In the early days of government borrowing, public borrowing went hand-in-hand with estates and inheritances. Bonds and annuities, both means by which states in early modern Europe borrowed, were also convenient ways of transferring wealth to widows and heirs.
Perhaps nowhere was this association clearer than in London, especially in the 17th century. The City of London took it upon itself to manage the inheritances of orphans until they came of age. In the process, it came to control funds for long periods of time, paying only a manageable rate of interest on money it could apply to public works, most notably in the aftermath of the Great Fire of London. However, much of this money simply went to cover operating deficits and the amounts due to London’s orphans had to be consolidated into a new Orphans’ Fund that wasn’t repaid until the 1830s.
Inheritances are a particularly large accumulation of capital that must be invested somewhere until spent. The inheritances of orphans unable to access the money immediately are particularly promising sources of investment capital. Wills in medieval and early modern England often specified that inheritances be invested until the heir came of age; however, the investment vehicles available then were, unsurprisingly, not of the same sort around today. Wills sometimes specified with whom the money be invested, often a merchant or tradesman, or simply that the funds be invested by trustworthy men. These men would use the money in trade but must answer for the money once the child came of age.
Of course, management of the money might be handled completely privately but there was an alternative that became customary in London. In 1352, a certain John de Holegh left money for his daughter and grandchildren and specified that the money be “placed with some trusty merchant of the city of London who will answer for the profit arising therefrom according to the manner and custom of orphans in London.” The question is what exactly was the “manner and custom of orphans in London” to which John de Holegh referred?
Court of Orphans
The ‘Court of Orphans’ was an institution of the City of London dating to at very least the 13th century. Its records, called the ‘Orphans’ Inventories’, survived. These files detailed the possessions, properties, securities, and loans inherited by orphans. The Court of Orphans was charged with managing the estates left to orphaned children in the City of London, the one square mile at the center of London which hosted most of its commercial life. Whether there was a will or not, estates there would be put under the court’s management.
Inventory was taken by the executors of the will and presented to the Court of Orphans. The estate would be valued, together with any unpaid debts owed to the deceased. From this amount would be deducted debts owed by the deceased, the cost of the funeral, administrative expenses, and possessions of the widow. The balance was divided into three pieces, one for the widow, one for the orphan, and the remainder distributed according to the will.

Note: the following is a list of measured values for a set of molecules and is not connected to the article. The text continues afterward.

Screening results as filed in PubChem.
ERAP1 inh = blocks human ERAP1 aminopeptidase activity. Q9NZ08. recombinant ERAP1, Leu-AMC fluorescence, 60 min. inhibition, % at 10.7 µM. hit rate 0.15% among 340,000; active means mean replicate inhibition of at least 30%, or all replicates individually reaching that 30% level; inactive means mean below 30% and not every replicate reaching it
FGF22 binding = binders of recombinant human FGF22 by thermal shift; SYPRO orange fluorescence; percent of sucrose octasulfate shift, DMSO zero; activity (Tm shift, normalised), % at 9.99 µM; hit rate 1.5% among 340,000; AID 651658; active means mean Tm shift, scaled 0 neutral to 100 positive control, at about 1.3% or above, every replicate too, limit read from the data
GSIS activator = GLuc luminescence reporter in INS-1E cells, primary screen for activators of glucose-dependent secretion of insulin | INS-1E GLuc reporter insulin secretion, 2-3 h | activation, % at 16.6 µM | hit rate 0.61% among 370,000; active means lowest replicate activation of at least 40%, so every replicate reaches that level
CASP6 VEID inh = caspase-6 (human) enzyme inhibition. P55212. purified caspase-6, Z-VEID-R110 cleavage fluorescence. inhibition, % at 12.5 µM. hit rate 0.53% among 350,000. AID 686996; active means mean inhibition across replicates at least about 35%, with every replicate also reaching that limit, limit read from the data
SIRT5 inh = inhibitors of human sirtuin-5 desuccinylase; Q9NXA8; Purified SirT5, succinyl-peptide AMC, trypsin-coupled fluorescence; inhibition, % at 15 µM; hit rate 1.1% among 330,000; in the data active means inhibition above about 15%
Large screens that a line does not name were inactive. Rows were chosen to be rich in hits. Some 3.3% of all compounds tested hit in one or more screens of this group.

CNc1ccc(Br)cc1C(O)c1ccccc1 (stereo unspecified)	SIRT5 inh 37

In the 16th century it became more common for executors and guardians to simply deposit the inheritance with the Court of Orphans for their management until the child came of age. The portion left to the orphan would then be paid, in the case of a son, at the age of twenty-one and in the case of a daughter, at the earlier of marriage or reaching the age of twenty-one. In the meantime, interest or ‘finding money’ was paid to the guardians at a rate of 4% per year, perhaps as a means of supporting the children.
The inheritances of orphans comprised a pool of capital that was used as a source of credit in London. The Court of Orphans sometimes lent this credit to others. However, this credit was largely supplied to the City itself since the government did not firmly separate the public budget from the funds managed for the orphans. For the City, the orphans’ money provided an alternative to raising money via loans.
This was in essence a way of securing long-term financing. Orphans, upon coming of age, would often prefer to continue leaving the money with the City and live off the interest paid. The City of London should seem like a trustworthy institution providing one of the few large-scale passive investment vehicles available, seemingly free of the risk of fraud or misappropriation.
By the end of the 17th century, London was the largest city in Western Europe. It had a population of 500,000; one-tenth of the population of England and Wales lived in London, a remarkable concentration in the capital for a country of such a size at that time. London was also wealthy and much of that wealth earned in the one square mile governed by the Corporation of London, the autonomous entity managing the City of London.
The City of London had a debt of £190,000 in the late 1620s and £250,000 by 1670. Thereafter, the debt grew quickly as the City encountered financial difficulties in the late 17th century. About two-thirds of its debt was due to the orphans. As more and more inheritances were put into the hands of the City, the use of funds to meet deficits and pay interest on the inheritances grew, causing larger and larger deficits to be made up by new deposits of inheritances. By 1680, £559,000 was owed to the orphans and the City was required to pay out nearly £20,000 in interest. The total debt, most of it due to orphans, reached £747,000 by 1694.
The growing indebtedness was the result of mismanagement and decades of crises in Britain and, owing to the Great Fire of London, in London especially. The 1666 fire reduced revenues and the orphans’ money was used to rebuild public buildings like the Guildhall and Royal Exchange. Increasing the strain, the City was often tasked with raising money for the Crown, which was suspicious of the City since the English Civil War but on whose grace the City relied for the continuance of its privileged autonomy. Reluctant to raise taxes, the City’s deficits grew steadily.